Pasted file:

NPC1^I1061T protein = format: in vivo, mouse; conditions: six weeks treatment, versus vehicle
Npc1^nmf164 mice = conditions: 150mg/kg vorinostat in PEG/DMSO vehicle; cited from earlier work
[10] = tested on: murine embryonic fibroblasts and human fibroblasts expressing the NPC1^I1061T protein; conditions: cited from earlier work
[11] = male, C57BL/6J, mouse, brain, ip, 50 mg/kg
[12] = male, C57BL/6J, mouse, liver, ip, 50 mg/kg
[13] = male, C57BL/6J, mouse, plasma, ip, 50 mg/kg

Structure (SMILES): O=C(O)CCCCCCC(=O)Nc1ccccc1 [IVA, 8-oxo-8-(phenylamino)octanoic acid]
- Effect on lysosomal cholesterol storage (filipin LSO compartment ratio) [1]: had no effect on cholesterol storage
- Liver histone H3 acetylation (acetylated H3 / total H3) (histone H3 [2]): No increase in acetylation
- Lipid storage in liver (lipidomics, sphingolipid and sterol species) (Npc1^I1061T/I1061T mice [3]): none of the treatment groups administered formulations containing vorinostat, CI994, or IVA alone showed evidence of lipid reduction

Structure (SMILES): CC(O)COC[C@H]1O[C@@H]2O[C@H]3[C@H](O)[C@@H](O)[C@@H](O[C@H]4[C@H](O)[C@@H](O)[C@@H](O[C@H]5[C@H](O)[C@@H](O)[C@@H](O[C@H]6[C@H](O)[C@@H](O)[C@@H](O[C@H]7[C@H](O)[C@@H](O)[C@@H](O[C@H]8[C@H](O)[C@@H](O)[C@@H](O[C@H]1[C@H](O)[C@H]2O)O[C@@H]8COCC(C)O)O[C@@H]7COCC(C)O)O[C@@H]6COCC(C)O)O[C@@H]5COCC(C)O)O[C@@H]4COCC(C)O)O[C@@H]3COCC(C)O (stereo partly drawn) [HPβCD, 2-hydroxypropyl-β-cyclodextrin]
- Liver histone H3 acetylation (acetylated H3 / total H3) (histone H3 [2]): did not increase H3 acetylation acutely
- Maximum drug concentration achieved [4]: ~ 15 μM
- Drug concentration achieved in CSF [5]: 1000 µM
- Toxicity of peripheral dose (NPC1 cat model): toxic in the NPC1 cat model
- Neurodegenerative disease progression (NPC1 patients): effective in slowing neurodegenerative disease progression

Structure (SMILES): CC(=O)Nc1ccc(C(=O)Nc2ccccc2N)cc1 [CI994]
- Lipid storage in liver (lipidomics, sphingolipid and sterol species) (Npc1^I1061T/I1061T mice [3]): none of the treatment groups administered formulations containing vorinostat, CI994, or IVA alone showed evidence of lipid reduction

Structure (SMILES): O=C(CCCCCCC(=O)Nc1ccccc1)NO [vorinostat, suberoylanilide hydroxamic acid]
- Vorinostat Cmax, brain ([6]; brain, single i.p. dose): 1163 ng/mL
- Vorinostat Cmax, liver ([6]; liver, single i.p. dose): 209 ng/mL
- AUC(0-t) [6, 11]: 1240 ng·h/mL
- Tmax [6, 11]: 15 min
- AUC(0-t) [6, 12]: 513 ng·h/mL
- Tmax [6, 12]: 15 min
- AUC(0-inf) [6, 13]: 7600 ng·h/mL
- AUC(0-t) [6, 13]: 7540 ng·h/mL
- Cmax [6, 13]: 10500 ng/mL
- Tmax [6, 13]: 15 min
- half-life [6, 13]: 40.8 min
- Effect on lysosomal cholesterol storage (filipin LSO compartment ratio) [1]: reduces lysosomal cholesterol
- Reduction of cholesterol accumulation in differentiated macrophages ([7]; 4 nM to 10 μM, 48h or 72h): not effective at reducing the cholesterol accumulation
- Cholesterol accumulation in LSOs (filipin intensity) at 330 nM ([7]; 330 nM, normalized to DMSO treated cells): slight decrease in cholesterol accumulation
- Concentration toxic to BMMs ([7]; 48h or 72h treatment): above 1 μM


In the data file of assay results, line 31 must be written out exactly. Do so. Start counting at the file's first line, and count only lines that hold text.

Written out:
- Effect on lysosomal cholesterol storage (filipin LSO compartment ratio) [1]: reduces lysosomal cholesterol